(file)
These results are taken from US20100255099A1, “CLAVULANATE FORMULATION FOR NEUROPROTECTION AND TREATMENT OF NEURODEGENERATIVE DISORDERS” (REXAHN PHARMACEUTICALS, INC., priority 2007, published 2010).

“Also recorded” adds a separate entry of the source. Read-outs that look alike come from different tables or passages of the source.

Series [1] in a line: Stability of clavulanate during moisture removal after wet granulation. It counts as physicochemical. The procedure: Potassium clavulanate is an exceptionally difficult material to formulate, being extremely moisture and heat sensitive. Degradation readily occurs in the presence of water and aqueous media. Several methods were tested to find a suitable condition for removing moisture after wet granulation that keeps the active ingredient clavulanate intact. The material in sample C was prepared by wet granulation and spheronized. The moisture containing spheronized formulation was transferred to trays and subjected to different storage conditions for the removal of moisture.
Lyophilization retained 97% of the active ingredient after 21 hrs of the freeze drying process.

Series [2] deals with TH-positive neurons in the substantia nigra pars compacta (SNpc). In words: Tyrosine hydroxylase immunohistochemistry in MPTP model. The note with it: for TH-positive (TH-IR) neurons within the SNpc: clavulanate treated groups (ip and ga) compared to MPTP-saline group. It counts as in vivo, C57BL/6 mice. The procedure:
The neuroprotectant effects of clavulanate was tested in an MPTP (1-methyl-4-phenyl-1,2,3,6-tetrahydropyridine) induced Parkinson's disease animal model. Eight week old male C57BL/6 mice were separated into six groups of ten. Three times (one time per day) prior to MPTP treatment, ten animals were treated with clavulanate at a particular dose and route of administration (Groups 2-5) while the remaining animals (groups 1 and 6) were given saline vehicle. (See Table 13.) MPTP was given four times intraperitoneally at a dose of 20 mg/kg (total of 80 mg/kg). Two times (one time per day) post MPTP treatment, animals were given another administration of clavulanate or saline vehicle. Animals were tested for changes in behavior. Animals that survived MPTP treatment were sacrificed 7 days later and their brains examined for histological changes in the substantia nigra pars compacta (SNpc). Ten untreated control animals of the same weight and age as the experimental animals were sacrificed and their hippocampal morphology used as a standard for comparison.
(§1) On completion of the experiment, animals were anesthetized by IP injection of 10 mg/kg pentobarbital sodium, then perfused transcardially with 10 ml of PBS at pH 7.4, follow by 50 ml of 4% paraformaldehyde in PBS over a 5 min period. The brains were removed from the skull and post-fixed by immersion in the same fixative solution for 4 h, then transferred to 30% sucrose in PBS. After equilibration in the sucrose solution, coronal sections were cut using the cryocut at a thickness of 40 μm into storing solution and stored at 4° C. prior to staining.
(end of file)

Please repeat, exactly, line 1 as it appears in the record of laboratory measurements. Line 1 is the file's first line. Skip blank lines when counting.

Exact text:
These results are taken from US20100255099A1, “CLAVULANATE FORMULATION FOR NEUROPROTECTION AND TREATMENT OF NEURODEGENERATIVE DISORDERS” (REXAHN PHARMACEUTICALS, INC., priority 2007, published 2010).